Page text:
Question by Beatrice A.: Do I have panic attacks or are they a different kind of “infirmity”?
Hi! My name is Beatrice and I’m 17 years old.
I need some help identifying that I have suffered since I was a small child.
When I was young, meaning 6 years old or around that age, me and my mom where talking about one of my relatives that had passed away when I was 2. I asked her where was she, and she asked rather plainly that she was dead. Yup, just like that. Seeing that it wasn’t the best way to saying, she quickly corrected herself and told me the typical story about how people go to heaven when they pass away. But I am almost sure that her answer of my relative being just “dead”, was what triggered these “seizures”, if I can call them like that.
Since that moment on, everything that meant a reference of my death has provoked me an intense fear. The seizures go like this: I usually am thinking on some specific subject and, as when you think you pass from subject to subject, the idea of the world ending or me dying appears. I start to feel really afraid. I feel a pressure in my chest, my hearts starts to beat faster and I have the sensation of becoming cold. If I don’t control myself and change the direction of my thoughts, the worst part happens: Suddenly, as if turning on the light with an interrupter, I start to scream. I lose control of myself. I can’t do anything but just stare to a fix point and scream things like “No!, No!” or yelling my mom’s name. I do not possess the ability to manage my feeling until it is over. Fortunately, it only lasts for 2 or 3 seconds, but the angst I feel is something that I don’t wish anyone suffers, even for a single second. When I was small, I usually cried when it was over, but my parents couldn’t do anything because, well, we are all going to die someday, and they couldn’t deny it. Now that I am older, I just regain my composture and focus on things that will distract me.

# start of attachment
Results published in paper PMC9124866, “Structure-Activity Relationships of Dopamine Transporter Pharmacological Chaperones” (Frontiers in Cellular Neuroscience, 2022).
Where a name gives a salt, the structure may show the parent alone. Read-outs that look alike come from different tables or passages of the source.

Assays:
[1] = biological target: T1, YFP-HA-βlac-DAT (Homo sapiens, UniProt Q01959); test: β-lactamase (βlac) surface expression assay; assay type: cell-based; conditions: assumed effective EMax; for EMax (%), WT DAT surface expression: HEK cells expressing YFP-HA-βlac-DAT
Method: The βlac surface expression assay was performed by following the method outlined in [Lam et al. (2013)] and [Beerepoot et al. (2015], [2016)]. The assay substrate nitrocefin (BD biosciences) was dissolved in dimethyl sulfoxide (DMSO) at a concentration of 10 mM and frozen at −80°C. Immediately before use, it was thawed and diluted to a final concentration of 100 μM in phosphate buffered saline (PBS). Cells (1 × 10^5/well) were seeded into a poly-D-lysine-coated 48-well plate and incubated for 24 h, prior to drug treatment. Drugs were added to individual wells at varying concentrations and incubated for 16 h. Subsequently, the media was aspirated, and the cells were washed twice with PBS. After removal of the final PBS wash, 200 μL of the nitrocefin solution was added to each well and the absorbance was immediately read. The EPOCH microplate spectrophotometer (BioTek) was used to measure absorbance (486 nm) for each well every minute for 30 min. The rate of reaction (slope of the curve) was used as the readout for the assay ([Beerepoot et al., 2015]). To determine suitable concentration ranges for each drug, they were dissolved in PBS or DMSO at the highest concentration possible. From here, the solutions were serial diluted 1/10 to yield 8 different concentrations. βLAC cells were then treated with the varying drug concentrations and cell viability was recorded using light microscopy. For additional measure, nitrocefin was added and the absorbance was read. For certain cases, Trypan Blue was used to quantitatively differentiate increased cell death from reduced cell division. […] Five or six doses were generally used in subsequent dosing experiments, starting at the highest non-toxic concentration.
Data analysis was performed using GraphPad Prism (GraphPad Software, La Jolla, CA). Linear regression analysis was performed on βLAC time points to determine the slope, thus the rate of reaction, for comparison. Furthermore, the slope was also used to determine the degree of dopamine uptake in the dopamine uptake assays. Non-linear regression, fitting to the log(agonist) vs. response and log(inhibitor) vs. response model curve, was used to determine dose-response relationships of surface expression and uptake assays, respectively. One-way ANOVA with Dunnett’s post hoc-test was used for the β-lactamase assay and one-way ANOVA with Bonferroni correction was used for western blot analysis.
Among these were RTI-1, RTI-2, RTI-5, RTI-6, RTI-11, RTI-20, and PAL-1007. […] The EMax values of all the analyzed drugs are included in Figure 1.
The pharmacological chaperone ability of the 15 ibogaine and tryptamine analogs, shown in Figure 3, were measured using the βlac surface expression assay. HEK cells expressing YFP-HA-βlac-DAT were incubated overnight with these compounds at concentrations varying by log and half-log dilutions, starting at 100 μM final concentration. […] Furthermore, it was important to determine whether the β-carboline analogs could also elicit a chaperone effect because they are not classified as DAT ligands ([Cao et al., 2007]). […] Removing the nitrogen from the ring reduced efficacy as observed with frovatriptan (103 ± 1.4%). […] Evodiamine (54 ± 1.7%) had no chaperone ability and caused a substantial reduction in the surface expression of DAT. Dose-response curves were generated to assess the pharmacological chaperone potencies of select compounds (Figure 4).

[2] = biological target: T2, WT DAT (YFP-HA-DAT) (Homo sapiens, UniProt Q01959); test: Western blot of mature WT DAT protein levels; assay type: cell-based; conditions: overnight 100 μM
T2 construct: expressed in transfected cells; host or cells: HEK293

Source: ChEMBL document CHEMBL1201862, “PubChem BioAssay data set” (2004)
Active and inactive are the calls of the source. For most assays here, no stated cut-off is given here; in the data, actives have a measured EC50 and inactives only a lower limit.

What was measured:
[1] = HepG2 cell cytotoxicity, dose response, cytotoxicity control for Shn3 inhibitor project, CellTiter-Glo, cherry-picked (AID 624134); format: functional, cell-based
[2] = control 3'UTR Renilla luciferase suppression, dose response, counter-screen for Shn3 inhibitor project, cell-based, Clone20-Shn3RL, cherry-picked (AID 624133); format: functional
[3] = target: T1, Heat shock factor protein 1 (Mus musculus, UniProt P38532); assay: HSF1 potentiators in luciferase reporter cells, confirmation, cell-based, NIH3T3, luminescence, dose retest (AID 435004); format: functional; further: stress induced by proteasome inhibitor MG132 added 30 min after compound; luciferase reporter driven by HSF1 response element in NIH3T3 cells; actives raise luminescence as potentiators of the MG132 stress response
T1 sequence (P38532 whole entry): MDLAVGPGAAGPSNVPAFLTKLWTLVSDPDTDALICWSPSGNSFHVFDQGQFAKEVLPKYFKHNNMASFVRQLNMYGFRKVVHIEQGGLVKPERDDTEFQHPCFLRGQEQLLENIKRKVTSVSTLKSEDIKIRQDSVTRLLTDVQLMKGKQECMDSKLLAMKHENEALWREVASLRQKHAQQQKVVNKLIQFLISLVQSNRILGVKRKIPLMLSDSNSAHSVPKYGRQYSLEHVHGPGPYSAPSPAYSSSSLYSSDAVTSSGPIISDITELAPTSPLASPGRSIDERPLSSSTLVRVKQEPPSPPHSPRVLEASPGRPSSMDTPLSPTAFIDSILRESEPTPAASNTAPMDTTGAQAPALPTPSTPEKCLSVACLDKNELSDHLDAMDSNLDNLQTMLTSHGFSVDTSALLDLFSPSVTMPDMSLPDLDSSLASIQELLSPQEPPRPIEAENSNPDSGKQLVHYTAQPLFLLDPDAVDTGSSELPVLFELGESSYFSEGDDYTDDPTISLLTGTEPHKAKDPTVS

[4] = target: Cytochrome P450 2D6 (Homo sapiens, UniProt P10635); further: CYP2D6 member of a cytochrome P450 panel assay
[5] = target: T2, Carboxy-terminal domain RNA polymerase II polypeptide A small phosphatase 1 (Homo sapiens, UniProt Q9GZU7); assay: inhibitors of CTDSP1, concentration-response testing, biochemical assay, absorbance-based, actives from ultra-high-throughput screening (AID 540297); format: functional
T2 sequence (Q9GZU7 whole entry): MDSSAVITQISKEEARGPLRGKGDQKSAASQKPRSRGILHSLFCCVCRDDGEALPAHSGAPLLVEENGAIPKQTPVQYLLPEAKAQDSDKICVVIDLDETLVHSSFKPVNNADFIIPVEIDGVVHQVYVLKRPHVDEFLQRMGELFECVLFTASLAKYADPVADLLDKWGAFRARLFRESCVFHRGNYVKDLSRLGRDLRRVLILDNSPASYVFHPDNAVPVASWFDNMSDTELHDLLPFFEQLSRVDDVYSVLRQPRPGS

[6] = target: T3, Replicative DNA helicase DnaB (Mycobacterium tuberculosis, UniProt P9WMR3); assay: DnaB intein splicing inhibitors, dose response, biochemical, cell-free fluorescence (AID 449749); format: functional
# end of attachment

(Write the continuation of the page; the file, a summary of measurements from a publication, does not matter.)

I have found ways of preventing it from appearing. One of them, that works amazingly good, is touching or hearing my mom. She has been my great supporter on this and I guess I have internalized the feeling of protection she gives me, therefore dissipating my fear. But I know that sometime in the future, I will have to leave my parent’s house and deal with this in my own. For that, I need your help to identify what I have and if I need treatment. I have read books and articles about panic attacks, but from what I’ve read, it doesn’t really match with my symptoms.
Would you please be so kind to tell me if you have any idea of what I have and how should I proceed?
Answer by oruboris
Wow, that must be tough…
It certainly sounds like a classic panic attack to me, the only thing that stands out is that you have been somewhat successful treating your own disorder by understanding its source and being able to interrupt the progress of an attack. You have made outstanding progress!
The primary means of treatment is cognitive therapy– basically, strengthening your rational side so that it can fight back against the panic. I think a little time spent with a therapist could do you a lot of good, since you’ve already come so far. But the pros can give you some tips and tools that you may never discover on your own.
Here is a thought that may be useful to you: very often, death comes as a friend. It did for my father, who was old and ill and suffering from cancer. For my grandmother, too: she was over 100, and had lost most of the joy of her life. And for my uncle, who’d had a stroke, and my aunt, who had Alzheimer’s.
I’m not really religious, but I don’t believe that those who are dead are gone forever. I think they go on, though I can’t tell you how. So death isn’t some big horrible cliff you fall off of, it’s more like a door you step through, and the ones we’ve loved and lost are waiting on the other side. It is as beautiful and natural as being born, and just like a fetus can’t imagine what it will be like on the other side, neither can we.
Know better? Leave your own answer in the comments!